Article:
‘Picture Frame Eternity’ and ‘Dark Heart Of Me’ are both very accessible highlights from the album, what are the stories behind these two?

John: Lyricwise ‘Picture Frame Eternity’ is about thinking what happened in the past of my life and that time seems to move faster as life goes by, and thinking “what happened with all these years?”

‘Dark Heart Of Me’ is about not having loved in many years and that it hides somewhere deep inside. Of course, I have love for my child and that has been a saviour I think.

‘The Bombs’ has an electro disco feel, where has this influence sprung from?

John: Haha, I have not even thought about that. Richard has to answer that one!

Richard: Because we go to disco every single night! No haha! Actually the first version of ‘The Bombs’ had a completely different rhythm in the drums. I actually did get stuck with this song and I wasn’t happy at all about the music. Once I did change the bass drum to a simple 4/4, I was back on track again. Most of the sounds from the original version I did keep, so perhaps a simple 4/4 bass drum mixed with the sounds for this original rhythm created this “disco” feel, or whatever you may call it hehe

One thing that is very noticeable about ‘Garmonbozia’ is the dynamic production. Were there any particular techniques used to achieve this, or is that a secret?

Richard: Hehe, well as a musician I always try to evolve. I learn something new every single time I create music and that is inspiring. With every song I work on, I always try to do it better than the last one before. I think the input with acoustic elements and guitars here and there did affect our songs and production in a good way.

Do you have any favourite synths that you like to use?

Richard: It´s more or less VST synths I work with and there is a lot of good ones out there. Omnisphere, Sylenth1, Predator, Kontakt to mention a few.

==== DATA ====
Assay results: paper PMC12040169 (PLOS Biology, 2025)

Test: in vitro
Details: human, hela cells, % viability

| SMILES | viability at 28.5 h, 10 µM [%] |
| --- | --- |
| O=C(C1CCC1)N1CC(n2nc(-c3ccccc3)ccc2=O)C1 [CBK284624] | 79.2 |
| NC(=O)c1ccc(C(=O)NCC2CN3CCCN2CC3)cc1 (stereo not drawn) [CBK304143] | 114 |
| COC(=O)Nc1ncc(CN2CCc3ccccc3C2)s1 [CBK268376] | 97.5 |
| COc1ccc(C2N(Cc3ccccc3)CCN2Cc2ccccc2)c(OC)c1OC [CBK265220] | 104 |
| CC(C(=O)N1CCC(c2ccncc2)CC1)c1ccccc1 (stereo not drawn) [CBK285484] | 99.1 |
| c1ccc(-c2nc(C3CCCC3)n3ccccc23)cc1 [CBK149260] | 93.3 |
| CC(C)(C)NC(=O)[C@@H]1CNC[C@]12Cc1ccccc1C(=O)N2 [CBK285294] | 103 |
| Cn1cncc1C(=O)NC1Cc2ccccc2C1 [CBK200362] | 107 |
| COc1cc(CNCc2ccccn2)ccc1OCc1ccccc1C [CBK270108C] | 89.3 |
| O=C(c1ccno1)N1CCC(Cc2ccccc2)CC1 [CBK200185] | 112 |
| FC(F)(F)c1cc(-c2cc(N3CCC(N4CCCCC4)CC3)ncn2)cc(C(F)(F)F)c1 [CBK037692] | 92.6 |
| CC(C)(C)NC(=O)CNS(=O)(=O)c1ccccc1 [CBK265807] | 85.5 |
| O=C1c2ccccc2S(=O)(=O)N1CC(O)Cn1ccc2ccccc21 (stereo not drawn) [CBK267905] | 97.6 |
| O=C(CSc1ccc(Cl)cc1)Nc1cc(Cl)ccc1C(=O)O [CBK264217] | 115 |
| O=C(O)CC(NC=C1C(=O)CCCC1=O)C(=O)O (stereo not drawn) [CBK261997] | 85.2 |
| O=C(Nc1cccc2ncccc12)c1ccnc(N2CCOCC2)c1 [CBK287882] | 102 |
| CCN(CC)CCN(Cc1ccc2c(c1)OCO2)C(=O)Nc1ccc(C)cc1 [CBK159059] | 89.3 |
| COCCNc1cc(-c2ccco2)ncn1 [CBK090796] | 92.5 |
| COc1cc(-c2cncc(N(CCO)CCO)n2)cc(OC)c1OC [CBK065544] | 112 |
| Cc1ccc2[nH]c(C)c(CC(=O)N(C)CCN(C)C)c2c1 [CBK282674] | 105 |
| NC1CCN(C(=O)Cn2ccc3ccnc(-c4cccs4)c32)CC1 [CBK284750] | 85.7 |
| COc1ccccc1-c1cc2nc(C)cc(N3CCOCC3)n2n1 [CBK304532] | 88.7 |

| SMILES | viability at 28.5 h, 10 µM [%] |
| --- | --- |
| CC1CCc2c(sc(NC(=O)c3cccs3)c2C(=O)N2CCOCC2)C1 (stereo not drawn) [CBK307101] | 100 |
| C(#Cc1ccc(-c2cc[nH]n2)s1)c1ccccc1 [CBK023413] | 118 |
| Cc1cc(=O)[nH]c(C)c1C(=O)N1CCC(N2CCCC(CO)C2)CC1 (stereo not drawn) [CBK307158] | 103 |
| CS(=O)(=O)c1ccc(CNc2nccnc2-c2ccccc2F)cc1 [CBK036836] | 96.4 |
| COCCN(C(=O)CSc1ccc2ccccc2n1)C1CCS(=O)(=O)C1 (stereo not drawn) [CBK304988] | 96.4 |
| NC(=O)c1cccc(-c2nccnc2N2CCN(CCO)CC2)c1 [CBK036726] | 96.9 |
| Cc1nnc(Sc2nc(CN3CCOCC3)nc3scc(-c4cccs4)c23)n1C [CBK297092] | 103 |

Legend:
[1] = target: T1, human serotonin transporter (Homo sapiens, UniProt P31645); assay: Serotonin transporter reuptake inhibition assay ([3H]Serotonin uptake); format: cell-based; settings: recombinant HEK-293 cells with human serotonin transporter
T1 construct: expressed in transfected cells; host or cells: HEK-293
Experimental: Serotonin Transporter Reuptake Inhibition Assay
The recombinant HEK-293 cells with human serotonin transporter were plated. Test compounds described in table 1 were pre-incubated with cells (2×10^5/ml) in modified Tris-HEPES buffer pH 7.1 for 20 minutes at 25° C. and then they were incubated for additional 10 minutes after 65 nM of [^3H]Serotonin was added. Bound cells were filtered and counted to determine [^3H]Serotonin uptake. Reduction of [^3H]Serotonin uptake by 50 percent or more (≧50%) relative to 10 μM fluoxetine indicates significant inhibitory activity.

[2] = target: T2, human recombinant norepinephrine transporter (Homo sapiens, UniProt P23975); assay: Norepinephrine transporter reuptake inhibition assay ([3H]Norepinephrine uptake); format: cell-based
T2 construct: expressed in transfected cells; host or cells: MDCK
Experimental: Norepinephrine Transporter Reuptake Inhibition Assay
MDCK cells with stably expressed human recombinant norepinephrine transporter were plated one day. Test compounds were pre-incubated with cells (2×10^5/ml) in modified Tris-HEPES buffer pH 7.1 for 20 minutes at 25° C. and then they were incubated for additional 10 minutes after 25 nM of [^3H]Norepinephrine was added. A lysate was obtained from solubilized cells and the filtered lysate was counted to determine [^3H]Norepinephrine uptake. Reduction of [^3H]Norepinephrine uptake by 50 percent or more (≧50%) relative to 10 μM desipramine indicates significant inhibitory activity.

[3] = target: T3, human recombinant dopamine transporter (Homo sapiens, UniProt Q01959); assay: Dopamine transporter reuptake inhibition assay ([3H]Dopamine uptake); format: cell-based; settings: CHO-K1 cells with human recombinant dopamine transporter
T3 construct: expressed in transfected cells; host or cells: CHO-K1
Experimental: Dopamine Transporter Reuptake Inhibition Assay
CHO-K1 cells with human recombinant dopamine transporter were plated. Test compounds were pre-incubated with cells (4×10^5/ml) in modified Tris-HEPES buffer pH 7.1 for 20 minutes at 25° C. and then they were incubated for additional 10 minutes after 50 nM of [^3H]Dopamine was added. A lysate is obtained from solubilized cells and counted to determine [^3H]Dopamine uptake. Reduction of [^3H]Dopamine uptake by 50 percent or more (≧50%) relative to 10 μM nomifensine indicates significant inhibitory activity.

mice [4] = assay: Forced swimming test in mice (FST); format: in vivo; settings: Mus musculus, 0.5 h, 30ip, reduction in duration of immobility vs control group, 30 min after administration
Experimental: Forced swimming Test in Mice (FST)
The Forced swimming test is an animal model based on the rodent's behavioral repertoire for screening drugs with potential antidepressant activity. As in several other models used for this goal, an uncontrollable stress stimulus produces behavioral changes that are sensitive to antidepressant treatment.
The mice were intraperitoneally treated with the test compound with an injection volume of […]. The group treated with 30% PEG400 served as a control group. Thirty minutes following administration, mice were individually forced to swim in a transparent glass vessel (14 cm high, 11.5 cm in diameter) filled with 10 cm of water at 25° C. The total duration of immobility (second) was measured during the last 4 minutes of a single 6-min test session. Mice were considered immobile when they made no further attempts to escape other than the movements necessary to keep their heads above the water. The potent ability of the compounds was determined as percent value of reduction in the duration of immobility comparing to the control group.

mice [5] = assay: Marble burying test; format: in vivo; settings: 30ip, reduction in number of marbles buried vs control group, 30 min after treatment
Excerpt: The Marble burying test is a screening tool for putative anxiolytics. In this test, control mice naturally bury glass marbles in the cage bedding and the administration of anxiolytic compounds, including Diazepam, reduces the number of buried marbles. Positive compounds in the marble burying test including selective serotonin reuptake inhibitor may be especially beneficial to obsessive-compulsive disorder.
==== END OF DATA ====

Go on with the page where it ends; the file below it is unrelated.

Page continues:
Is there a synth you have not yet owned but would like to?

Richard: When we play live, I sometimes have hardware synths but I must admit, since I started to work with VST synths, I am not so updated anymore. John did receive some cool stuff from an old band member that we will look into and probably use on stage!

John: Yeah, it’s a drum module called Zoom and a Kaosillator, and something more.

Where do you think MACHINISTA sit within the current electronic scene? Who do you regard as your peers?

John: That’s not an easy question cos I don’t really listen to the scene much. For me, it’s still those good old ones and I can’t drag in Bowie or THE CURE into this. Well THE CURE is in the thoughts of people it seems when they hear us. THE CURE gone electro, hehe. That’s fine with me. Other than that, I can say that I think we should gig with COVENANT, APOP or even more with PLACEBO or INDOCHINE. It would be loooovely.

Are there any classic acts who you love that you aspire to be as successful as?

John: Haha there’s a bold answer to that… DEPECHE MODE! Haha well I would be happy if we could be big as COVENANT.

The music scene in Sweden is particularly vibrant at the moment… so what’s so special about Sweden then?

John: I have no f*cking clue to that! But Sweden is a huge exporter of music. We’re second or third biggest in the world, I think we broke the UK some years ago…

Richard: Like John says, Sweden is a big music exporter with a lot of good bands. It may sound like a cliché, but I think this Scandinavian melancholy has something to do with our music writing up here.

What’s next for MACHINISTA?

John: To get bigger and get paid for our f*cking gigs, right!

ELECTRICITYCLUB.CO.UK gives its warmest thanks to MACHINISTA

‘Garmonbozia’ is released by Analogue Trash Records in CD and download formats from

Text and Interview by Chi Ming Lai
29th June 2015